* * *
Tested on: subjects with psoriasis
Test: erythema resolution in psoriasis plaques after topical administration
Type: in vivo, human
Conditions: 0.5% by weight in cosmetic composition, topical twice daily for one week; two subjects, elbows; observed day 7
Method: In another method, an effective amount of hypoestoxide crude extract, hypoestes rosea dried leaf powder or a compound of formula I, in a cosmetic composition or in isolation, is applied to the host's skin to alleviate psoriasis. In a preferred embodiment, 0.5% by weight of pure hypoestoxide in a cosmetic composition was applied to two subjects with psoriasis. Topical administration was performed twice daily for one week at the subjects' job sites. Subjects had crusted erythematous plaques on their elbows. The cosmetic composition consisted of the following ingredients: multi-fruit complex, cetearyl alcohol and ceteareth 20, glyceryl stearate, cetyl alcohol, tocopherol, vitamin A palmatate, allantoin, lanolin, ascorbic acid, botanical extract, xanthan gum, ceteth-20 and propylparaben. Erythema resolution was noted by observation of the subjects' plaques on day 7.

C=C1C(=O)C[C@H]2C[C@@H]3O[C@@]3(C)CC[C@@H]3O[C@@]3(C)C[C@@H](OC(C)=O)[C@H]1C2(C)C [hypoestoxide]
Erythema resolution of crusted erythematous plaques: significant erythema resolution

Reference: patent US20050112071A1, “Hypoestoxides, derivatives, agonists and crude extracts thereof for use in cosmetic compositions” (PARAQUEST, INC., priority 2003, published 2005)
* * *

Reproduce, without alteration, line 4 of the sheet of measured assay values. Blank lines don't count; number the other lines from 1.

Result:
Conditions: 0.5% by weight in cosmetic composition, topical twice daily for one week; two subjects, elbows; observed day 7